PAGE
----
If you missed HBO’s The Righteous Gemstones and its insanely catchy mid-season tune “Misbehavin’,” then scroll down to the bottom of this article. I’ve embedded the song for you here completely for your convenience and personal enjoyment, so you’ve no excuse. Just go ahead and play.
The Righteous Gemstones holds many classic dark comic moments, but nothing is as joyous and as infectiously funny as “Misbehavin’.” Performed in the show by the dynamic brother and sister duo of “Baby” Billy Freeman (the great Walton Goggins) and Aimee-Leigh Gemstone (country star Jennifer Nettles), the song is the praise-worthy love child of series creator and star Danny McBride, co-star Edi Patterson, and composer Joseph Stephens. Unsurprisingly, the song has taken on a life of its own outside of The Righteous Gemstones as a buzz-worthy internet sensation.
“We knew that we had something because we were all obsessed about it, and we kept listening to it amongst ourselves repeatedly,” co-creator Stephens recalls. “That was just a demo version with just me singing it. We didn’t know what to expect, but we felt like we had something. Once we had Jennifer Nettles singing her version of it and, once the actors performed it, it took on a new life.”
Any concerns over Nettles’s reaction to the child-like song given her religious background and vast country-based following were immediately dispelled. Stephens remembers her as completely game for whatever they would throw at her and says she was a consummate professional. Her involvement was so thorough, in fact, the team recorded a version of the song sung entirely by Nettles.
“Misbehavin'” evolved through the series as the story found ways to organically include it. Eagle-eyed viewers first become aware of the tune through a background shot in the pilot of “Baby” Billy and Aimee-Leigh’s childhood album cover. As their backstory becomes more integral into the plot, the writers decided to bring the song into the main narrative.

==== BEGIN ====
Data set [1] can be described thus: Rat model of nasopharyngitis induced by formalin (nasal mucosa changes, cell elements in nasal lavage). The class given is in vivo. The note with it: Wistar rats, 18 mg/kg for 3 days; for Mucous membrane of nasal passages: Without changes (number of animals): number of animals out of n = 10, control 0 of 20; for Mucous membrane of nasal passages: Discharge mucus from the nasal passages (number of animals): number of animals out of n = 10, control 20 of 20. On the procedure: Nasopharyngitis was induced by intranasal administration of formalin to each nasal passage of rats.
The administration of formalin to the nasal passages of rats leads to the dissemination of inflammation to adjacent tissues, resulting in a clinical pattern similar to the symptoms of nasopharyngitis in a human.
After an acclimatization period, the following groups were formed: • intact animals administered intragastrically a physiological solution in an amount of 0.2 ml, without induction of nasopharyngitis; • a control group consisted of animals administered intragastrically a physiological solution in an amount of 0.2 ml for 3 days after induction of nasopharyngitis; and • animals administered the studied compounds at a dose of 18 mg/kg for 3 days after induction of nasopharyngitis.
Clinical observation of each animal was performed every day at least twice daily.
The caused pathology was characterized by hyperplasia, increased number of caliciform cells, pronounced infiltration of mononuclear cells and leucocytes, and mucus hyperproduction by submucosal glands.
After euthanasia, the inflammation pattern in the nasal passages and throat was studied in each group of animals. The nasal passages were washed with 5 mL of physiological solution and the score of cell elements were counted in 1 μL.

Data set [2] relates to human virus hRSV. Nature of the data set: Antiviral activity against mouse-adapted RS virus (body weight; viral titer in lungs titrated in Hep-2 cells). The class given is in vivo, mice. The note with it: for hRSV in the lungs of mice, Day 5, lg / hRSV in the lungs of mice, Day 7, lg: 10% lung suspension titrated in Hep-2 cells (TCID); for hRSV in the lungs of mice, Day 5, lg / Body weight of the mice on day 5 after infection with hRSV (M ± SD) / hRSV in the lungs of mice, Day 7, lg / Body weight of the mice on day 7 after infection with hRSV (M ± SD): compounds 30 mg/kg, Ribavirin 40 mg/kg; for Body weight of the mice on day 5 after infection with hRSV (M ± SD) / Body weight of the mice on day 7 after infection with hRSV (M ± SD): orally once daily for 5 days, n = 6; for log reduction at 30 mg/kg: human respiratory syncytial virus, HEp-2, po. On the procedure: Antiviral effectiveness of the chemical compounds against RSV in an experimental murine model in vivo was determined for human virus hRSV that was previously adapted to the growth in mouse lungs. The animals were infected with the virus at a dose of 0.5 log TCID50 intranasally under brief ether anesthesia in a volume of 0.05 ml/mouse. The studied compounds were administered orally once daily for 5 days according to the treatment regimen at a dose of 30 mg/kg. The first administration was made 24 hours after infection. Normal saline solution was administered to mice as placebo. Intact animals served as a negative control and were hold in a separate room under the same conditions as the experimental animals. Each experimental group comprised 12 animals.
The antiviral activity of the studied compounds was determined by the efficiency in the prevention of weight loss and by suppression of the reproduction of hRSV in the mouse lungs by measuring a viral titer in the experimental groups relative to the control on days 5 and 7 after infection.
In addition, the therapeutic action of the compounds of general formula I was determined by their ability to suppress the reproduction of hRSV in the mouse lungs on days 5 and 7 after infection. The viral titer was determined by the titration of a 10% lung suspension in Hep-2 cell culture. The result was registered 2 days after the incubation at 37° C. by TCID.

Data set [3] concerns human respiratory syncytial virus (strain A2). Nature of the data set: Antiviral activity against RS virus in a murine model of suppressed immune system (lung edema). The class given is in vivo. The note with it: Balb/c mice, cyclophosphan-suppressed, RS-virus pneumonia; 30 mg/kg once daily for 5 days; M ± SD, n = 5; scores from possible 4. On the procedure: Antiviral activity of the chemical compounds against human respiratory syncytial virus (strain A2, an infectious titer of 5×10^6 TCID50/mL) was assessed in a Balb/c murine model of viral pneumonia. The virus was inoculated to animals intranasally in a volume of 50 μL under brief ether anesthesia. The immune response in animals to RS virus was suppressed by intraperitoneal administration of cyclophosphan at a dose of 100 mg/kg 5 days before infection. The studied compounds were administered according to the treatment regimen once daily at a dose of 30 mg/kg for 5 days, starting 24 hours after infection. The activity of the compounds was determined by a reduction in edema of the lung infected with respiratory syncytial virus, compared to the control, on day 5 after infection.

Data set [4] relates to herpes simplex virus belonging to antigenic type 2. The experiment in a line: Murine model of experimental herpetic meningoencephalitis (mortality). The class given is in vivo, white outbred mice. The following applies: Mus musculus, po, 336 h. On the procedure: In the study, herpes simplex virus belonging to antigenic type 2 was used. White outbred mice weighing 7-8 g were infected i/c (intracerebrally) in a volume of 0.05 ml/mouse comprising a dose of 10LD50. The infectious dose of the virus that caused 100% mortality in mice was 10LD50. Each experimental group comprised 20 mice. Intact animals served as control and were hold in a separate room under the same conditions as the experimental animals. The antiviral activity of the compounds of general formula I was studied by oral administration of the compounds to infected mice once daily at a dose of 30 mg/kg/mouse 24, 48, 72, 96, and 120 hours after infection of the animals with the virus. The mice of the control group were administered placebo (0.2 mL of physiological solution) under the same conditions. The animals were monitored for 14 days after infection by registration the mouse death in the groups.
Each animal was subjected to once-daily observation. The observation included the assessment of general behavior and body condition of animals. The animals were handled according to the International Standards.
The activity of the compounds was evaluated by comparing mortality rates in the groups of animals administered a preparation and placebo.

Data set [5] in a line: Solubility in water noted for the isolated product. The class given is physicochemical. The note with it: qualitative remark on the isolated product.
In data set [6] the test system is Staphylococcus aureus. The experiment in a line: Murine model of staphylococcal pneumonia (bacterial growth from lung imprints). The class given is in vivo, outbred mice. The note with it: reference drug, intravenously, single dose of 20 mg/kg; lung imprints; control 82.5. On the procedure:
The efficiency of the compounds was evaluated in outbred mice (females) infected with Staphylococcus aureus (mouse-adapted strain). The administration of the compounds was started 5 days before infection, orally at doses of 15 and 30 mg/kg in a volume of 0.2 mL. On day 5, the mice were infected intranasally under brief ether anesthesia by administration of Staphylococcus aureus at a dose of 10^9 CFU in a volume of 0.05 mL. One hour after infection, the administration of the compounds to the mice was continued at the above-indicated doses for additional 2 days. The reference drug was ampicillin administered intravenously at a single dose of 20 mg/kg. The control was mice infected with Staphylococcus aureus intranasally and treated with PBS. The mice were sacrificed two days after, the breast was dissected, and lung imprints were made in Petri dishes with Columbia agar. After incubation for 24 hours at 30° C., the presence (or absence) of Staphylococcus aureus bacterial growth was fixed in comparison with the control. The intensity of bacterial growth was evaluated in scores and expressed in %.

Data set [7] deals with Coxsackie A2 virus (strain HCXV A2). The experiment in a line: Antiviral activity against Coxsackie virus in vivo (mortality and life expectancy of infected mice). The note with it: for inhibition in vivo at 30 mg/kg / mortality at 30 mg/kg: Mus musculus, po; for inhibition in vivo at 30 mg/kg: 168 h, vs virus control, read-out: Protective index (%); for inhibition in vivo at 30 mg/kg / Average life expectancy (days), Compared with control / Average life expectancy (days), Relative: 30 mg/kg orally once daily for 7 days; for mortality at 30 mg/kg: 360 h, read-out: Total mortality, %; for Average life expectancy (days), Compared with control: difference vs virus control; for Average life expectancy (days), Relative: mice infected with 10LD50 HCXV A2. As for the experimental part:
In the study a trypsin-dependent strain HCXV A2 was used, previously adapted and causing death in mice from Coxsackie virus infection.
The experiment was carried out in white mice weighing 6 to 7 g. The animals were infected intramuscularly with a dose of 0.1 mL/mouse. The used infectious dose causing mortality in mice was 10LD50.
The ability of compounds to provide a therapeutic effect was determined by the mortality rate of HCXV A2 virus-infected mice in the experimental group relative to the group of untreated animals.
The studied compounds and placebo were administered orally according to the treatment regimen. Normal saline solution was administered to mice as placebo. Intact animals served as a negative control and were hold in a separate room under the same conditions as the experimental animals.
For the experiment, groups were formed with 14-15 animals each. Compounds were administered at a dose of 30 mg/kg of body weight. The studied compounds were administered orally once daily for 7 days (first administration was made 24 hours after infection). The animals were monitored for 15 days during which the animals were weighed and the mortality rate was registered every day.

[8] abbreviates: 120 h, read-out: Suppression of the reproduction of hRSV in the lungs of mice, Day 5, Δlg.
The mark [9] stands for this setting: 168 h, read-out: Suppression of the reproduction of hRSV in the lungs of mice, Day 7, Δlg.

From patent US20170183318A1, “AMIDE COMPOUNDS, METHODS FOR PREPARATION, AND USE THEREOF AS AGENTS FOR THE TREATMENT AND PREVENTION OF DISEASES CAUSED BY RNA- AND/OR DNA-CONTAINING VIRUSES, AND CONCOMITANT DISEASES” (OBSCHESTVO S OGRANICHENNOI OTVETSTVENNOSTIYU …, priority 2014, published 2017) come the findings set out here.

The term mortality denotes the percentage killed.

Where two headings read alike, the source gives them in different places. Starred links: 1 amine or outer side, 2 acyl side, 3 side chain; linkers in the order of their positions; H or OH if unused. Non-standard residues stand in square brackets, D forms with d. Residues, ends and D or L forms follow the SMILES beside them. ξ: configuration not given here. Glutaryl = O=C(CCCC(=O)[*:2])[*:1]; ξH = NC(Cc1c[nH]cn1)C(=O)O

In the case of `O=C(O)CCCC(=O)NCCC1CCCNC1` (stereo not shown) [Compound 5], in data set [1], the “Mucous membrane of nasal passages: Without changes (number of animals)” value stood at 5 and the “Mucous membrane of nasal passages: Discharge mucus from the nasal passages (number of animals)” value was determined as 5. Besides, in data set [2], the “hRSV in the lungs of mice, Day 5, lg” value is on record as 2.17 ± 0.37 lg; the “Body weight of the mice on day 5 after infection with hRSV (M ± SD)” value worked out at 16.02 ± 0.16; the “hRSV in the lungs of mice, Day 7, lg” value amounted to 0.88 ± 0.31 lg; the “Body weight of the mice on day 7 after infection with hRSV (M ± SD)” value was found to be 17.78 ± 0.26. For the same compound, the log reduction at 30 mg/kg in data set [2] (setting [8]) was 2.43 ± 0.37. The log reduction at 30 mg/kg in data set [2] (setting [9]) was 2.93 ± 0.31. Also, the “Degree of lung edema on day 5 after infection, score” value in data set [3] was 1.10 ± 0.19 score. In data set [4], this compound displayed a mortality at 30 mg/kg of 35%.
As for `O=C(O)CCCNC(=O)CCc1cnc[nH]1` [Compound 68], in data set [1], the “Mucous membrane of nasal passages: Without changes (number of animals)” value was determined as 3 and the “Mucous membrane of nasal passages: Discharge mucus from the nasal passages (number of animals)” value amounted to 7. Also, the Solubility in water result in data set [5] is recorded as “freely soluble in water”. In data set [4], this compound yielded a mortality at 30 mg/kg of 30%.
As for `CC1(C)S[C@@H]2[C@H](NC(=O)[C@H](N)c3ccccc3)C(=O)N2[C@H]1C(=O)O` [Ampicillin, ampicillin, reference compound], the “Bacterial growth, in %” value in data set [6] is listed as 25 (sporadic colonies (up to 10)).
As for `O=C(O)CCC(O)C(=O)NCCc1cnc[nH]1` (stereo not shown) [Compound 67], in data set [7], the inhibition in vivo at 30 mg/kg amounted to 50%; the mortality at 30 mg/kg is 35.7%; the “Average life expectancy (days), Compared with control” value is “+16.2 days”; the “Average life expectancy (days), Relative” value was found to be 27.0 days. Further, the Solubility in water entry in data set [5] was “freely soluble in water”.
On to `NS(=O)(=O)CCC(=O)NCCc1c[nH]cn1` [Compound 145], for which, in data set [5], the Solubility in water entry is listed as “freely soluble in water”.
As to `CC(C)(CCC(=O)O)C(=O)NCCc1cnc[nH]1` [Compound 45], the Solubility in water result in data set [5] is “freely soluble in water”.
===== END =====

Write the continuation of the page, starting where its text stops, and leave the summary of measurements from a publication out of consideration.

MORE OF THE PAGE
Starting with the 1960s version, Stephens believed the song’s sound should stem from the Carter Family or Carter Sisters-type sound. That inspiration drove mixing and instrumentation choices to fit the earlier era. For the 1980s version, the sound was inspired by traditional televangelist shows that offered in-house bands. To fit the passage of time, Stephens reworked the song to mirror more of the later Osmond Family sound or an 80s contemporary religious vibe.
The lyrics came from the collaboration between Danny McBride and Edi Peterson in the writers’ room and Stephens recording in his studio.
“Before the shoot began, I got a voice mail that had Edi singing. They’d been spitballing in the writers’ room about the song once they knew the song had to exist in the show,” Stephens explains. “Edi sang the hook of the song – the first verse and some of the chorus. Once I heard that, things became more clear to me. Lyrically, I implemented some of the lyrics into the idea that came from this voice mail.”
Stephens incorporated his sketched out list of things he wanted to incorporate. The list included childhood no-no’s that cause trouble – whether it be from parents or Satan himself – and how the “man in the thorny crown” turns one around. Once partially written, the song was then only intended to be heard in brief snippets in the 1980s-set flashback. The brilliance of the song and of Nettles and Goggins’ enthusiastic performances spurred the creative team to eventually include the full performance.
Which leads me to my absolute favorite moment of the song… The bizarre, vaguely dirty, mostly innocent lyric:
“Running through the house with a pickle in my mouth.”
Credit Stephens for this moment of lyric brilliance.
“That’s me. I don’t know where that came from. When I was coming up with lines to put in there, for some reason, I wrote that down. I don’t know what it means. It has the image that somehow fit with what we were trying to do which is a little off, left of center, and just kind of playful but also makes you wonder what that kid was doing.”
But Walton Goggins’ delivery sends the lyric into a whole other dimension of weirdness.